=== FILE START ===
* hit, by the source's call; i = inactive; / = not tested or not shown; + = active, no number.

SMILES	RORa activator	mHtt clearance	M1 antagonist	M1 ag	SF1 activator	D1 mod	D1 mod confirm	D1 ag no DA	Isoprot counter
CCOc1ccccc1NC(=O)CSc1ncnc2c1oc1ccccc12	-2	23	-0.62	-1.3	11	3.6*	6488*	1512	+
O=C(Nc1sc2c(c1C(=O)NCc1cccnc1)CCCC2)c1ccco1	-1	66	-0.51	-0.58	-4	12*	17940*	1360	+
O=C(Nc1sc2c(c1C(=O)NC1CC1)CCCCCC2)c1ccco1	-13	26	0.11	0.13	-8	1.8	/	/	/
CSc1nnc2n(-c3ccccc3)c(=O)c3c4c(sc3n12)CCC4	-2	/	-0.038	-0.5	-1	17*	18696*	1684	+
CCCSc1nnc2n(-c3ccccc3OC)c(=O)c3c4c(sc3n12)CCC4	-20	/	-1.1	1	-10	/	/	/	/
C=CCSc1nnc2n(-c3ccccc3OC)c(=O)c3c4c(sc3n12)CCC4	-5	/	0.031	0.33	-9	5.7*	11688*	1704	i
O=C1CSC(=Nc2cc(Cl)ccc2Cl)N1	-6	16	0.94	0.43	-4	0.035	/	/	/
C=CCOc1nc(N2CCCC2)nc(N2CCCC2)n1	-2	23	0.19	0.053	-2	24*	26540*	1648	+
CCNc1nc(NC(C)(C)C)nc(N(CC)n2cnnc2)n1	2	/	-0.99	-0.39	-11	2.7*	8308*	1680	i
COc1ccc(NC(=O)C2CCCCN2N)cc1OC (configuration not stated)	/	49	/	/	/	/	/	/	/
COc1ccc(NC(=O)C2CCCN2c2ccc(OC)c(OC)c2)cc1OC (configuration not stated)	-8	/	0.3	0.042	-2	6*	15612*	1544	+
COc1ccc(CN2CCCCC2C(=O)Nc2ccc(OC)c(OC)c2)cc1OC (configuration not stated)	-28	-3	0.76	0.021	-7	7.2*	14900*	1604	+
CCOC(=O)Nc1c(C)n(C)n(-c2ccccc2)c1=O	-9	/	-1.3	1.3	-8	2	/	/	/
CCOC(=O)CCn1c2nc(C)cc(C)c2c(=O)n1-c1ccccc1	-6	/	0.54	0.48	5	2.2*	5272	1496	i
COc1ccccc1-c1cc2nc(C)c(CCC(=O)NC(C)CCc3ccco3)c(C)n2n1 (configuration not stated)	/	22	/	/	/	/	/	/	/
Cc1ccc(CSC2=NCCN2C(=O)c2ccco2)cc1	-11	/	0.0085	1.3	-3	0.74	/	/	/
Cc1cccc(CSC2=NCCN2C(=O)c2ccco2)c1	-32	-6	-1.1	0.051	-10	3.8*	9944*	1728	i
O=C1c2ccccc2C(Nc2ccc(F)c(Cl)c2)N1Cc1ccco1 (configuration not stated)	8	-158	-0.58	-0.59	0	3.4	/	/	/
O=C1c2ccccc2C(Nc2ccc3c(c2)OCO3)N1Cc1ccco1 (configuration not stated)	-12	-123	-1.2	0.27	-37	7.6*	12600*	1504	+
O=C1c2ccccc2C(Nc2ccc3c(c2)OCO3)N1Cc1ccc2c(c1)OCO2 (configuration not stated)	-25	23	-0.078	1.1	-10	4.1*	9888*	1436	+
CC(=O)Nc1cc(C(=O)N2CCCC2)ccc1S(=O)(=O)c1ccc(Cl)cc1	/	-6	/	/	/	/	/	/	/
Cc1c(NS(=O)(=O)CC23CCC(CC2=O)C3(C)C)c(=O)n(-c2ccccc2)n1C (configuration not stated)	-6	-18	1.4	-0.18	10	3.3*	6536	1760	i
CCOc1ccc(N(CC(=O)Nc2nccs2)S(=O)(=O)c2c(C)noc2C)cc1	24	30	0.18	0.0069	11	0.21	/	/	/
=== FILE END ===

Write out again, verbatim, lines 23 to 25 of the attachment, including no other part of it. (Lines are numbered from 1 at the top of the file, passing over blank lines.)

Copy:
CC(=O)Nc1cc(C(=O)N2CCCC2)ccc1S(=O)(=O)c1ccc(Cl)cc1	/	-6	/	/	/	/	/	/	/
Cc1c(NS(=O)(=O)CC23CCC(CC2=O)C3(C)C)c(=O)n(-c2ccccc2)n1C (configuration not stated)	-6	-18	1.4	-0.18	10	3.3*	6536	1760	i
CCOc1ccc(N(CC(=O)Nc2nccs2)S(=O)(=O)c2c(C)noc2C)cc1	24	30	0.18	0.0069	11	0.21	/	/	/